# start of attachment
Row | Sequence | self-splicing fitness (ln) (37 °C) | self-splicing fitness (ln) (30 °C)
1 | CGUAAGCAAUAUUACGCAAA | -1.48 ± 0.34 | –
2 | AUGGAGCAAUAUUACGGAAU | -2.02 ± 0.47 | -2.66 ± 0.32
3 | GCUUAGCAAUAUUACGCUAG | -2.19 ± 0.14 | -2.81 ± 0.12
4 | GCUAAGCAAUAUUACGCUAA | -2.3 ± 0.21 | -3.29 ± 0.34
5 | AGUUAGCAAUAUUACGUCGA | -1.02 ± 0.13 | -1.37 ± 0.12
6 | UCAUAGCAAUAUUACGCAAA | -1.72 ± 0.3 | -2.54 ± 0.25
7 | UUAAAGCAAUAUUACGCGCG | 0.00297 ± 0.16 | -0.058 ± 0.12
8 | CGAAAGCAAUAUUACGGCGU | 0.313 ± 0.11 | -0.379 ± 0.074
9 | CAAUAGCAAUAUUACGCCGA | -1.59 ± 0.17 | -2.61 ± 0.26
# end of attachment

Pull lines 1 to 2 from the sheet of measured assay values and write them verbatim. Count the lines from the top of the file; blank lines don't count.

Row | Sequence | self-splicing fitness (ln) (37 °C) | self-splicing fitness (ln) (30 °C)
1 | CGUAAGCAAUAUUACGCAAA | -1.48 ± 0.34 | –